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just curious.... where is GM's hybrid? everyone else that matters much in the auto industry will be flaunting theirs, why isn't GM getting into the fray? makes little sense to me. with a concept like the HY-WIRE, you'd think they'd be on board with a green vehicle, and they're already years behind. what gives?
 

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Honda is an engineering company that can make outstanding products (not just cars)
that says it all about Honda. they are an excellent engineering company, and they build things to near perfection. certainly, their cars could not be considered "exciting", (with some exceptions... NSX is a good one to start) but they are definitely built very well, and built to last. i remember the old days, when most people i knew were buying American, mostly because all of the imports were little cars that were only good for the most basic transportation needs, but also because it was the thing to do. now, the imports that were such small companies with limited offerings here, build to suit our market. they compete in one way or another with all of the domestic vehicles, and do a really good job. one thing they offer above domestics is technology. technology that in itself offers many good things. quality, better fit and finish, efficiency... the list could go on. my point, i guess, is that the import seem to offer more of what American consumers want than the domestic manufacturers do. that's what's happening with hybrids. the Japanese manufacturers have something like 6 hybrids coming out in the next couple of years, and these are available to the masses, not fleets. people obviously want them, not just for fuel savings, but for environmental reasons, too. Ford has a few coming out soon, but GM? not so much. the domestic manufacturers have been doing what they've always done, and that's build whatever they think we'll buy, and we buy it. the Japanese have listened to what we want, and built that. it works. look at the market gain for Toyota this year. not a coincidence, it's doing what all of the car makers should do. if it includes boring hybrids, so be it. build what people want, not what you think we should have.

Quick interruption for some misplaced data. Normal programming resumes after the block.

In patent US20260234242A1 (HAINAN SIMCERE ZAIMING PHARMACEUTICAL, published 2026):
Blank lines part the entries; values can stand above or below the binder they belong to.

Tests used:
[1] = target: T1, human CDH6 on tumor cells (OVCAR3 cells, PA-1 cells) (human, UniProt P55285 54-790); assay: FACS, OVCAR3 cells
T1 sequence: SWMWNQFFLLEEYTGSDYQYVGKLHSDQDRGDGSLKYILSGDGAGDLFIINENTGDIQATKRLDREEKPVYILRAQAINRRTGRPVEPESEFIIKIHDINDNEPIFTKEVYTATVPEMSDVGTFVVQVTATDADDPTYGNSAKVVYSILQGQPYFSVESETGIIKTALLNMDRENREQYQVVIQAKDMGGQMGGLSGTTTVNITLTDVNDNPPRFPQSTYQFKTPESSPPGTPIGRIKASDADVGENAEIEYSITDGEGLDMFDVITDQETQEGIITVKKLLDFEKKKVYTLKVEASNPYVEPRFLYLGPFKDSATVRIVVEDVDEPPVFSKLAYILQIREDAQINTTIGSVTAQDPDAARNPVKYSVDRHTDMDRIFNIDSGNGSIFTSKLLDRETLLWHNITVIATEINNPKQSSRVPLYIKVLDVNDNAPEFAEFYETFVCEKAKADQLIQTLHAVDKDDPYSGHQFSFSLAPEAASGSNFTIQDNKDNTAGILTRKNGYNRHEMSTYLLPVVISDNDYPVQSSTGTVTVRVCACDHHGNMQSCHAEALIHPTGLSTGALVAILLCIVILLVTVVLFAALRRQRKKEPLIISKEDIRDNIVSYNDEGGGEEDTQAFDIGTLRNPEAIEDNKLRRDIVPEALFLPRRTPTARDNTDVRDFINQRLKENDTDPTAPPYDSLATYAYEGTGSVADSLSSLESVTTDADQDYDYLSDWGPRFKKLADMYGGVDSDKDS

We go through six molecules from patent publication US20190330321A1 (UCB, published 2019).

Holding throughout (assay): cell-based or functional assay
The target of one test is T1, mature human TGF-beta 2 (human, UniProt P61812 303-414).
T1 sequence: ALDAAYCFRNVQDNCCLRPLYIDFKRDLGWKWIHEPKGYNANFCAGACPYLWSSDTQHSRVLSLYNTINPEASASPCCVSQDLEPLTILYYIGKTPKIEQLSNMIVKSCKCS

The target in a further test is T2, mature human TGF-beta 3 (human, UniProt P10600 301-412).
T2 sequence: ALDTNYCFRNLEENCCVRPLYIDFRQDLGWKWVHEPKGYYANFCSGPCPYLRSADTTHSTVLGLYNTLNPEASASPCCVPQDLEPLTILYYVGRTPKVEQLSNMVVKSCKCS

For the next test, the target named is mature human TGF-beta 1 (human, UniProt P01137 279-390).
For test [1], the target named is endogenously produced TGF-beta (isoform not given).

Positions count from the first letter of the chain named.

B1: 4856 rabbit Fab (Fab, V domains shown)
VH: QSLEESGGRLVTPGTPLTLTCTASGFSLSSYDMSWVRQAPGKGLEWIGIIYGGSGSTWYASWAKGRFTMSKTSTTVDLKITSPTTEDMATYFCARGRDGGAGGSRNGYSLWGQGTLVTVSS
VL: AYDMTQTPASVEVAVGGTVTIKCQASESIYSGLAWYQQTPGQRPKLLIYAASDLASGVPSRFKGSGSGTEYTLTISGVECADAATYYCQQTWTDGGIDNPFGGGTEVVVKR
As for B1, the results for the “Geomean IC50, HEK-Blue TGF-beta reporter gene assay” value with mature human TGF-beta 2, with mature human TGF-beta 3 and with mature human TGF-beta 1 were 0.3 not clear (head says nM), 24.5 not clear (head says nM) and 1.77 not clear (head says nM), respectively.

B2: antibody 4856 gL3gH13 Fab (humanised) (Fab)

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As evidenced by the growing number of nameplates in America, the US market is not going in one direction. The tastes of automobile consumers is heterogenous, and that is reflected in the wide variety of vehicles people purchase.

consider, however, the companies who have expanded with new brands over the past couple of decades, and those who have lost divisions. Chrysler (who got bought out by a foreign company, no less) lost Plymouth and Eagle in the past decade. GM, of course is bidding farewell to the Olds brand after well over 100 years. meanwhile, Acura and Lexus have only grown, as has Infiniti, and Scion is emerging. funny how the Japanese brands just continue to gain ground if they don't know what this market wants. i don't think they are all encompassing, but they do a really good job at hitting the sweet spot in the marketplace. besides, look at the top selling midsize sedans (very important, very lucrative) and tell me what they are. Toyota and Honda. all i'm saying is that instead of hiding and watching, GM needs to be ahead of the game some time, and once again, they're not.
 
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